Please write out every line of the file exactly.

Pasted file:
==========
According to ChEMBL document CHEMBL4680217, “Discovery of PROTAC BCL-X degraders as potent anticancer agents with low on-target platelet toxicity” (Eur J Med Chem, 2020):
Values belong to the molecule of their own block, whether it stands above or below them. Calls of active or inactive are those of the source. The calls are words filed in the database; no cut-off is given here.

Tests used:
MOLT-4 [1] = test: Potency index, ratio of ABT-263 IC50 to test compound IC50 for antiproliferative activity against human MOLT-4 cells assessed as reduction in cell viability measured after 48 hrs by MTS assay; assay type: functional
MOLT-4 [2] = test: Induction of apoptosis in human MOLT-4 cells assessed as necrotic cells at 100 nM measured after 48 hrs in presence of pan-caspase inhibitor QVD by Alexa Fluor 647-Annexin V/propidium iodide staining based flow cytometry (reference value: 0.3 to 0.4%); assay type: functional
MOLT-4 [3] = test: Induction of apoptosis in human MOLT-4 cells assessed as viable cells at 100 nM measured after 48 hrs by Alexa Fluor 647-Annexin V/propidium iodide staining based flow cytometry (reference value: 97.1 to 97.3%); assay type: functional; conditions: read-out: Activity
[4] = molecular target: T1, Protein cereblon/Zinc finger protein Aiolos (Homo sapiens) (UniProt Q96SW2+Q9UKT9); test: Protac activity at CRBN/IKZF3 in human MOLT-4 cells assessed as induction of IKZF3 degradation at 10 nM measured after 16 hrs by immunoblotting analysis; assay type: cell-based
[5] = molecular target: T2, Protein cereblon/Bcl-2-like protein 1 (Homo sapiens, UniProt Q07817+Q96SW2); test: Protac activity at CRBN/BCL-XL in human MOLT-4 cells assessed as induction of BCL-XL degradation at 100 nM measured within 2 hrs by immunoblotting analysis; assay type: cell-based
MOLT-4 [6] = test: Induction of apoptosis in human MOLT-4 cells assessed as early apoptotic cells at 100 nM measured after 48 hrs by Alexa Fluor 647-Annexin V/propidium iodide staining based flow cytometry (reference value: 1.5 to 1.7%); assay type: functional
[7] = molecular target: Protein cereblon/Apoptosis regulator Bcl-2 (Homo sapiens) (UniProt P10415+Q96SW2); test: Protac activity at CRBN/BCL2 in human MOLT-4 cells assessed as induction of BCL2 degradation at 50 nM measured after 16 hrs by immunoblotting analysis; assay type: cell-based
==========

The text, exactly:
According to ChEMBL document CHEMBL4680217, “Discovery of PROTAC BCL-X degraders as potent anticancer agents with low on-target platelet toxicity” (Eur J Med Chem, 2020):
Values belong to the molecule of their own block, whether it stands above or below them. Calls of active or inactive are those of the source. The calls are words filed in the database; no cut-off is given here.

Tests used:
MOLT-4 [1] = test: Potency index, ratio of ABT-263 IC50 to test compound IC50 for antiproliferative activity against human MOLT-4 cells assessed as reduction in cell viability measured after 48 hrs by MTS assay; assay type: functional
MOLT-4 [2] = test: Induction of apoptosis in human MOLT-4 cells assessed as necrotic cells at 100 nM measured after 48 hrs in presence of pan-caspase inhibitor QVD by Alexa Fluor 647-Annexin V/propidium iodide staining based flow cytometry (reference value: 0.3 to 0.4%); assay type: functional
MOLT-4 [3] = test: Induction of apoptosis in human MOLT-4 cells assessed as viable cells at 100 nM measured after 48 hrs by Alexa Fluor 647-Annexin V/propidium iodide staining based flow cytometry (reference value: 97.1 to 97.3%); assay type: functional; conditions: read-out: Activity
[4] = molecular target: T1, Protein cereblon/Zinc finger protein Aiolos (Homo sapiens) (UniProt Q96SW2+Q9UKT9); test: Protac activity at CRBN/IKZF3 in human MOLT-4 cells assessed as induction of IKZF3 degradation at 10 nM measured after 16 hrs by immunoblotting analysis; assay type: cell-based
[5] = molecular target: T2, Protein cereblon/Bcl-2-like protein 1 (Homo sapiens, UniProt Q07817+Q96SW2); test: Protac activity at CRBN/BCL-XL in human MOLT-4 cells assessed as induction of BCL-XL degradation at 100 nM measured within 2 hrs by immunoblotting analysis; assay type: cell-based
MOLT-4 [6] = test: Induction of apoptosis in human MOLT-4 cells assessed as early apoptotic cells at 100 nM measured after 48 hrs by Alexa Fluor 647-Annexin V/propidium iodide staining based flow cytometry (reference value: 1.5 to 1.7%); assay type: functional
[7] = molecular target: Protein cereblon/Apoptosis regulator Bcl-2 (Homo sapiens) (UniProt P10415+Q96SW2); test: Protac activity at CRBN/BCL2 in human MOLT-4 cells assessed as induction of BCL2 degradation at 50 nM measured after 16 hrs by immunoblotting analysis; assay type: cell-based